Gastrointestinal : Gastrointestinal disturbances such as nausea and vomiting, diarrhoea, and oral ulceration occur infrequently.
CNS : Tremors, muscular twitching, myoclonia, confusion, agitation, ataxia, flaccid paresis, and hallucinations have been reported as rare adverse experiences to CHLORAMBUCIL TABLETS USP which resolve upon discontinuation of drug. Rare, focal and/or generalized seizures have been reported to occur in both children and adults at both therapeutic daily doses and pulse-dosing regimens and in acute overdose.
Dermatologic : Allergic reactions such as urticaria and angioneurotic oedema have been reported following initial or subsequent dosing. Skin hypersensitivity (including rare reports of skin rash progressing to erythema multiforme, toxic epidermal necrolysis, and Stevens-Johnson syndrome) has been reported.
Miscellaneous : Other reported adverse
reactions include : pulmonary fibrosis, hepatotoxicity and jaundice, drug fever, peripheral neuropathy, interstitial pneumonia, sterile cystitis, infertility, leukaemia, and secondary malignancies.
INFORMATION FOR PATIENTS :
Patients should be informed that the major toxicities of chlorambucil are related to hypersensitivity, drug fever, myelosuppression, hepatotoxicity, infertility, seizures, gastrointestinal toxicity, and secondary malignancies. Patients should never be allowed to take the drug without medical supervision and should consult their physician if they experience skin rash, bleeding, fever, jaundice, persistent cough, seizures, nausea, vomiting, amenorrhoea, or unusual lumps/masses. Women of childbearing potential should be advised to avoid becoming pregnant.
Reversible pancytopaenia was the main finding of inadvertent overdoses of chlorambucil. Neurological toxicity ranging from agitated behavior and ataxia to multiple grand mal seizures has also occurred. As there is no known antidote, the blood picture should be closely monitored and general supportive measures should be instituted, together with appropriate blood transfusions, if necessary. Chlorambucil is not dialyzable. Oral LD50 single doses in mice are 123 mg/kg. In rats, a single intraperitoneal dose of 2.5 mg/kg of chlorambucil produces typical nitrogen-mustard effects; these include atrophy of the intestinal mucous membrane and lymphoid tissues, severe lymphopaenia becoming maximal in 4 days, anemia, and thrombocytopaenia. After this dose, the animals begin to recover within 1 - 3 days and appear normal in about a week, although the bone marrow may not become completely normal for about 3 weeks. An intraperitoneal dose of 18.5 mg/kg kills about 50 % of the rats with development of convulsions. As much as 50 mg/kg has been given orally to rats as a single dose, with recovery. Such a dose causes bradycardia, excessive salivation, haematuria, convulsions, and respiratory dysfunction.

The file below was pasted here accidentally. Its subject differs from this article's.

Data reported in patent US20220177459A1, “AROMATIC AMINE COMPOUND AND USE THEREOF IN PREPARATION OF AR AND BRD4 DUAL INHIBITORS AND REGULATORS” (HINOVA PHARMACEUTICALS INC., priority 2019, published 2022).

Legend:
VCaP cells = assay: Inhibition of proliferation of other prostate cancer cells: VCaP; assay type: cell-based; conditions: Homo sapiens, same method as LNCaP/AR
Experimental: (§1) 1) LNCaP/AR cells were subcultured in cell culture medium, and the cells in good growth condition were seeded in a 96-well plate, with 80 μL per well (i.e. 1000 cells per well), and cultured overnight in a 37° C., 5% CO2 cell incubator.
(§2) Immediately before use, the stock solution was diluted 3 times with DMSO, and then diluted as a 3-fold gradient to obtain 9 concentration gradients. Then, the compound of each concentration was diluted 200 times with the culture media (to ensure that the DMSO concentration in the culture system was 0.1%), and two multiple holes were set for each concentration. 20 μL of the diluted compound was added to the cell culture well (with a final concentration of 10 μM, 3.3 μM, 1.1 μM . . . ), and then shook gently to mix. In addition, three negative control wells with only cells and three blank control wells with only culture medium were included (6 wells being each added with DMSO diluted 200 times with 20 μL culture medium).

TREATMENT OF OVERDOSAGE :
To enhance elimination - Immediate evacuation of the stomach.
Monitoring - Monitoring of blood counts at least three times a week for at least 3 weeks or until bone marrow function has recovered.
Supportive care - Supportive, symptomatic treatment. Patients in whom intentional overdose is confirmed or suspected should be referred for psychiatric consultation.
Store in a refrigerator between 2°C to 8°C (36°F and 46°F).
Do not freeze.
SHELF LIFE :
24 months from the date of manufacture.
CHLORAMBUCIL TABLETS USP contains Chlorambucil USP 2 mg.
One bottle of 25 tablets.
For the use of a Registered Medical Practitioner or a Hospital or a Institution only.